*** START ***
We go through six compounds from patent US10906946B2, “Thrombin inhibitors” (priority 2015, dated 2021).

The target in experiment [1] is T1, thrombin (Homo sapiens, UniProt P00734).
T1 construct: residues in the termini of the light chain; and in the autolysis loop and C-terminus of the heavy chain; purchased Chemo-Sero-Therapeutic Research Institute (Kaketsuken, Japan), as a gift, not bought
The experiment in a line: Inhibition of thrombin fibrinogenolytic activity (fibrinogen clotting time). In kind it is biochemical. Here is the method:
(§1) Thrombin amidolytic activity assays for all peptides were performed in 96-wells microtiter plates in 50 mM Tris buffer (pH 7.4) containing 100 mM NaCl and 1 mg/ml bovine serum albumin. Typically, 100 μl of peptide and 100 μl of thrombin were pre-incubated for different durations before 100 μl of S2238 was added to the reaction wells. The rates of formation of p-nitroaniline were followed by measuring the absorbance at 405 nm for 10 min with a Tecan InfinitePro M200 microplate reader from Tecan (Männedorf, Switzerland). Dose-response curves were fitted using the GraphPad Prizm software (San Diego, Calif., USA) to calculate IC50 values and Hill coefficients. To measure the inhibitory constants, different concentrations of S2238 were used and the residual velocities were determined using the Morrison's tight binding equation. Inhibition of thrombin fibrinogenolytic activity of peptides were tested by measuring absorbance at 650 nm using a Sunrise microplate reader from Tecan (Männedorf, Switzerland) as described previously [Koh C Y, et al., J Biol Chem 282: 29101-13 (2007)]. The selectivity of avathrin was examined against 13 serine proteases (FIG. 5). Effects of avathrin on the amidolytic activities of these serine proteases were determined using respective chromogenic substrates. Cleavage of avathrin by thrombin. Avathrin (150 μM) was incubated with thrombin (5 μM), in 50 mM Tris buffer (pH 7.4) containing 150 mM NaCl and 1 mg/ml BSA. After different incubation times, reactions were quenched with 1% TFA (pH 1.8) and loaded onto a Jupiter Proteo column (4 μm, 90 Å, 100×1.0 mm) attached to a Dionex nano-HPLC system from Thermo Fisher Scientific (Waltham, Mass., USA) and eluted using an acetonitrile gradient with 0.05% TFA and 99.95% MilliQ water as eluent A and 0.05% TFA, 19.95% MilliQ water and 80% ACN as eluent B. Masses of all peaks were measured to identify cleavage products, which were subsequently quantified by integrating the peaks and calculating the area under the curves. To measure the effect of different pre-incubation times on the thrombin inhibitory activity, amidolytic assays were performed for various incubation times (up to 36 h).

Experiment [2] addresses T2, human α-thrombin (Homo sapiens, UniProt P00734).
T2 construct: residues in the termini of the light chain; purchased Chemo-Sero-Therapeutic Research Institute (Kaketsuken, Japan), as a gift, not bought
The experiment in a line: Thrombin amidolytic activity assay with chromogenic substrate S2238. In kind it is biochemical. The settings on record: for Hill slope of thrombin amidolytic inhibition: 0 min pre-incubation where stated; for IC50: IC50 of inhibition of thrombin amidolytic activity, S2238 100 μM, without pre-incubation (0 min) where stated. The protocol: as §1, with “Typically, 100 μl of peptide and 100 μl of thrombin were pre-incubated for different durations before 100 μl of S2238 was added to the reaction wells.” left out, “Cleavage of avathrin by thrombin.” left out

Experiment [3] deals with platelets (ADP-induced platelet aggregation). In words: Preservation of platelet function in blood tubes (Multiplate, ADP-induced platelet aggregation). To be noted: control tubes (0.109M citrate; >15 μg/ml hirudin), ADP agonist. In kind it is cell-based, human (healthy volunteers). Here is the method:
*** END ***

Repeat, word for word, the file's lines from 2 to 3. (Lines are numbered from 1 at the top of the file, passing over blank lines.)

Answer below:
The target in experiment [1] is T1, thrombin (Homo sapiens, UniProt P00734).
T1 construct: residues in the termini of the light chain; and in the autolysis loop and C-terminus of the heavy chain; purchased Chemo-Sero-Therapeutic Research Institute (Kaketsuken, Japan), as a gift, not bought